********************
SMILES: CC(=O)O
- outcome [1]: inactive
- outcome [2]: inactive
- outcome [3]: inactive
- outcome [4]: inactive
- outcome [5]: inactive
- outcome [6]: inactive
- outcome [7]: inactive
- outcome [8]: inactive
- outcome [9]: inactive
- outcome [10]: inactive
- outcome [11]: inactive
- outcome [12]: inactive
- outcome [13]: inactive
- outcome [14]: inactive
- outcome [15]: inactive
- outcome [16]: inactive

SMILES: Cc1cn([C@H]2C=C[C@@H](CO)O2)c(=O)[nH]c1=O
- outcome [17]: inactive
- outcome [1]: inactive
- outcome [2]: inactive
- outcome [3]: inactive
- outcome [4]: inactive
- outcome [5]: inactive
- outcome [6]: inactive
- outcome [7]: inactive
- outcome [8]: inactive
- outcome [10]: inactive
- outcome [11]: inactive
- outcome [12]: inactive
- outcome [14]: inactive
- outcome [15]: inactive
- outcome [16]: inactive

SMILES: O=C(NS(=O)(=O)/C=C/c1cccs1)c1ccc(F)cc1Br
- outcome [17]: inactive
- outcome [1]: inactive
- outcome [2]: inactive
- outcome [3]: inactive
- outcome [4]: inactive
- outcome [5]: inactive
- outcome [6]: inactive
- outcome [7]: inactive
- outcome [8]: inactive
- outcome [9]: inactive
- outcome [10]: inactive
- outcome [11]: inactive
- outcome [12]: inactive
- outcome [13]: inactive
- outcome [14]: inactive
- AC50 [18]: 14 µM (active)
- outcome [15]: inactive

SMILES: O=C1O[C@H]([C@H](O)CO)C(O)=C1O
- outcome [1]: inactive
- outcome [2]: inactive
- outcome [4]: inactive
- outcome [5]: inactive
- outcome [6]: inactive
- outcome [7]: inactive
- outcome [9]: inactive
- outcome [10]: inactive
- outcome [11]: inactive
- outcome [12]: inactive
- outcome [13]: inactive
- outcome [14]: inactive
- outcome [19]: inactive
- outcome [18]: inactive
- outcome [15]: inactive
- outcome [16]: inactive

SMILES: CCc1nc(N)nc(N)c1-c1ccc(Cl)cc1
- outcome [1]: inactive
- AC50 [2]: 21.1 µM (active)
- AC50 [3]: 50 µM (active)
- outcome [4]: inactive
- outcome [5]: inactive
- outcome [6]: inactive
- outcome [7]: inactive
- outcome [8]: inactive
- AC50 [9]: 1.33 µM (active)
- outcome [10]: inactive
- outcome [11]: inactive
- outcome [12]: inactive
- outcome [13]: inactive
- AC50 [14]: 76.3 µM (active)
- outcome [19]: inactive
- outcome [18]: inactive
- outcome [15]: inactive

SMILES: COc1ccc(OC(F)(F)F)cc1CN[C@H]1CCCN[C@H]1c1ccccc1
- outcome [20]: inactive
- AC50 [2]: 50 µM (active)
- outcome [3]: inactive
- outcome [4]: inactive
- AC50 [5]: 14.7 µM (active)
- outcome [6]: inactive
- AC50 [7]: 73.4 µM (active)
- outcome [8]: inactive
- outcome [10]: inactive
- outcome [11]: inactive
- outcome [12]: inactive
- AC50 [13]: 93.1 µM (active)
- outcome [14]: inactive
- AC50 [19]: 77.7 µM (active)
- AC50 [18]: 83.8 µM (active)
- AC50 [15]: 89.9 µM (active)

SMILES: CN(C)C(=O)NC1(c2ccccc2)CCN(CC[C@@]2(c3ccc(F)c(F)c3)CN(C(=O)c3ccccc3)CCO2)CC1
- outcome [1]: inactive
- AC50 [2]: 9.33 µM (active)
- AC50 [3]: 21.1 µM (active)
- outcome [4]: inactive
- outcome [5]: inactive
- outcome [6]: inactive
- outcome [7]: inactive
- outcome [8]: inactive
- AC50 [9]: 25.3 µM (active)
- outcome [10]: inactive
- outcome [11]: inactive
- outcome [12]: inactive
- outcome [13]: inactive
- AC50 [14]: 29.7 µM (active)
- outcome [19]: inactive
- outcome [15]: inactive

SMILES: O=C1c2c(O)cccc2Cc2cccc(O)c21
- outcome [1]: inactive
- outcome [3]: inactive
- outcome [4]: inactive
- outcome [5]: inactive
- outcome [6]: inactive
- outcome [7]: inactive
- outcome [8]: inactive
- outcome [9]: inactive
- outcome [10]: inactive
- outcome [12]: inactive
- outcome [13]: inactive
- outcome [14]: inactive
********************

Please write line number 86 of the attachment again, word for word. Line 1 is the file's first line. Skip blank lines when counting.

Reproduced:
- outcome [15]: inactive